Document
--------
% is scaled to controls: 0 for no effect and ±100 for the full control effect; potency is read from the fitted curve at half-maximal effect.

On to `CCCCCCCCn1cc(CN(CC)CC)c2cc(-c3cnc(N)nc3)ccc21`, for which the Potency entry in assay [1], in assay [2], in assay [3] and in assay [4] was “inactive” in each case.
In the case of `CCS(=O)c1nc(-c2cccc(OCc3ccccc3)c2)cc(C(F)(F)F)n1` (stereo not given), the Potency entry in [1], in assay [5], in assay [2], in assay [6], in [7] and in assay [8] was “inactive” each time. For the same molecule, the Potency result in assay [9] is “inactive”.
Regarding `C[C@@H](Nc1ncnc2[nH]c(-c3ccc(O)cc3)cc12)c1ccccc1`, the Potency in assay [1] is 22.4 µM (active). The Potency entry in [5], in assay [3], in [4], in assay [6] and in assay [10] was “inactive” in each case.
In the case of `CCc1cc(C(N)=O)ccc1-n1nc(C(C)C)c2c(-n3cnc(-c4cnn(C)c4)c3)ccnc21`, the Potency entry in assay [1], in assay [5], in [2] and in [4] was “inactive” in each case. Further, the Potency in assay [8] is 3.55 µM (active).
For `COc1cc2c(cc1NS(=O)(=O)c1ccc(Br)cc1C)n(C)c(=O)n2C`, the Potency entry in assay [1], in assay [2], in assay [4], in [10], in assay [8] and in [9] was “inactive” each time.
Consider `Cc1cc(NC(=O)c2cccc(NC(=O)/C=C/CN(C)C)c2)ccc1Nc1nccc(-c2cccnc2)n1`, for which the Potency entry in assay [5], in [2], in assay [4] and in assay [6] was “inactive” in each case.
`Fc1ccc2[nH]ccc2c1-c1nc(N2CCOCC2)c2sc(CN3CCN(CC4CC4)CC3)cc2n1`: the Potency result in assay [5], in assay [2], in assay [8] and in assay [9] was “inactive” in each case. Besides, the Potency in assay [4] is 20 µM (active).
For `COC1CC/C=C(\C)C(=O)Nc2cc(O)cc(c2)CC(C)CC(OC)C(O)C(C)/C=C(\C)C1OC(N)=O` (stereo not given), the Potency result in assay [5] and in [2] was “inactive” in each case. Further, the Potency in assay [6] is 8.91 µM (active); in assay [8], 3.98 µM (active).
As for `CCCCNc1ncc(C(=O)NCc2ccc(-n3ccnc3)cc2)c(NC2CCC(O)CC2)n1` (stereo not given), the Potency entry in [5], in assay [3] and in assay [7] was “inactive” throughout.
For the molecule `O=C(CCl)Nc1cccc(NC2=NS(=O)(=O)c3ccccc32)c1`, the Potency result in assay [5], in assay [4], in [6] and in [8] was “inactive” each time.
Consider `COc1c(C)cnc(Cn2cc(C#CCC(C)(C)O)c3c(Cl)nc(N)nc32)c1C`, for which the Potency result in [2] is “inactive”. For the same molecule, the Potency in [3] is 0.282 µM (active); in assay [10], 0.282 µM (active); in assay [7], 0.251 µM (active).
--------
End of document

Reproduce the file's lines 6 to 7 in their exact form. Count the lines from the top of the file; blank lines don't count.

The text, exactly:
For `COc1cc2c(cc1NS(=O)(=O)c1ccc(Br)cc1C)n(C)c(=O)n2C`, the Potency entry in assay [1], in assay [2], in assay [4], in [10], in assay [8] and in [9] was “inactive” each time.
Consider `Cc1cc(NC(=O)c2cccc(NC(=O)/C=C/CN(C)C)c2)ccc1Nc1nccc(-c2cccnc2)n1`, for which the Potency entry in assay [5], in [2], in assay [4] and in assay [6] was “inactive” in each case.